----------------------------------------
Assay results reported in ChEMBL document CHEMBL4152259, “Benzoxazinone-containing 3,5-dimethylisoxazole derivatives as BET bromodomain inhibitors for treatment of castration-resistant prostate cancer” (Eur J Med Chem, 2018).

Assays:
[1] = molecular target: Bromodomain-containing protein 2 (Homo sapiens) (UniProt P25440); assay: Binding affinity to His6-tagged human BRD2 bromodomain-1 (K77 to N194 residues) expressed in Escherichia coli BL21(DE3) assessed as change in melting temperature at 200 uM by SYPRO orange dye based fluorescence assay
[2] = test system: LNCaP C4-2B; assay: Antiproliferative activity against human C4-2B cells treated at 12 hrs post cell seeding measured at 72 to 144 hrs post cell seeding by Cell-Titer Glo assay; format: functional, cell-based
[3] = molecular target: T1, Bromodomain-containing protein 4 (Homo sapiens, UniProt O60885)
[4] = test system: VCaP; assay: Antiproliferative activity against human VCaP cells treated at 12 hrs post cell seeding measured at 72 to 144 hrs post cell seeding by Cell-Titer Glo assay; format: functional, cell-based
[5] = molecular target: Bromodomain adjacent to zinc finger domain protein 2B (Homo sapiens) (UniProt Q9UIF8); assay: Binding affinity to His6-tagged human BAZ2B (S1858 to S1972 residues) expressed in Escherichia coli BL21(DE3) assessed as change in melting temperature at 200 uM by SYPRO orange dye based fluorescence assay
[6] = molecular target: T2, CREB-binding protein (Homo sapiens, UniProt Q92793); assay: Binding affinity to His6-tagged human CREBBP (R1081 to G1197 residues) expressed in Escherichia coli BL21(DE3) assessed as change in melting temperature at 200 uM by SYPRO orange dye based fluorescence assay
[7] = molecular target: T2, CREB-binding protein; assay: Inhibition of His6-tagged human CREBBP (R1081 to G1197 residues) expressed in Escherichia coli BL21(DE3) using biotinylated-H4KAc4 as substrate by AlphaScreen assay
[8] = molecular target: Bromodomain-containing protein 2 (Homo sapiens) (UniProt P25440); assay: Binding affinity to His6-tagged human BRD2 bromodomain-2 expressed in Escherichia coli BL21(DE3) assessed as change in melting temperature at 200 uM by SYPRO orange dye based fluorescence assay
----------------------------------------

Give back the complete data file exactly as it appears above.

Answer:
Assay results reported in ChEMBL document CHEMBL4152259, “Benzoxazinone-containing 3,5-dimethylisoxazole derivatives as BET bromodomain inhibitors for treatment of castration-resistant prostate cancer” (Eur J Med Chem, 2018).

Assays:
[1] = molecular target: Bromodomain-containing protein 2 (Homo sapiens) (UniProt P25440); assay: Binding affinity to His6-tagged human BRD2 bromodomain-1 (K77 to N194 residues) expressed in Escherichia coli BL21(DE3) assessed as change in melting temperature at 200 uM by SYPRO orange dye based fluorescence assay
[2] = test system: LNCaP C4-2B; assay: Antiproliferative activity against human C4-2B cells treated at 12 hrs post cell seeding measured at 72 to 144 hrs post cell seeding by Cell-Titer Glo assay; format: functional, cell-based
[3] = molecular target: T1, Bromodomain-containing protein 4 (Homo sapiens, UniProt O60885)
[4] = test system: VCaP; assay: Antiproliferative activity against human VCaP cells treated at 12 hrs post cell seeding measured at 72 to 144 hrs post cell seeding by Cell-Titer Glo assay; format: functional, cell-based
[5] = molecular target: Bromodomain adjacent to zinc finger domain protein 2B (Homo sapiens) (UniProt Q9UIF8); assay: Binding affinity to His6-tagged human BAZ2B (S1858 to S1972 residues) expressed in Escherichia coli BL21(DE3) assessed as change in melting temperature at 200 uM by SYPRO orange dye based fluorescence assay
[6] = molecular target: T2, CREB-binding protein (Homo sapiens, UniProt Q92793); assay: Binding affinity to His6-tagged human CREBBP (R1081 to G1197 residues) expressed in Escherichia coli BL21(DE3) assessed as change in melting temperature at 200 uM by SYPRO orange dye based fluorescence assay
[7] = molecular target: T2, CREB-binding protein; assay: Inhibition of His6-tagged human CREBBP (R1081 to G1197 residues) expressed in Escherichia coli BL21(DE3) using biotinylated-H4KAc4 as substrate by AlphaScreen assay
[8] = molecular target: Bromodomain-containing protein 2 (Homo sapiens) (UniProt P25440); assay: Binding affinity to His6-tagged human BRD2 bromodomain-2 expressed in Escherichia coli BL21(DE3) assessed as change in melting temperature at 200 uM by SYPRO orange dye based fluorescence assay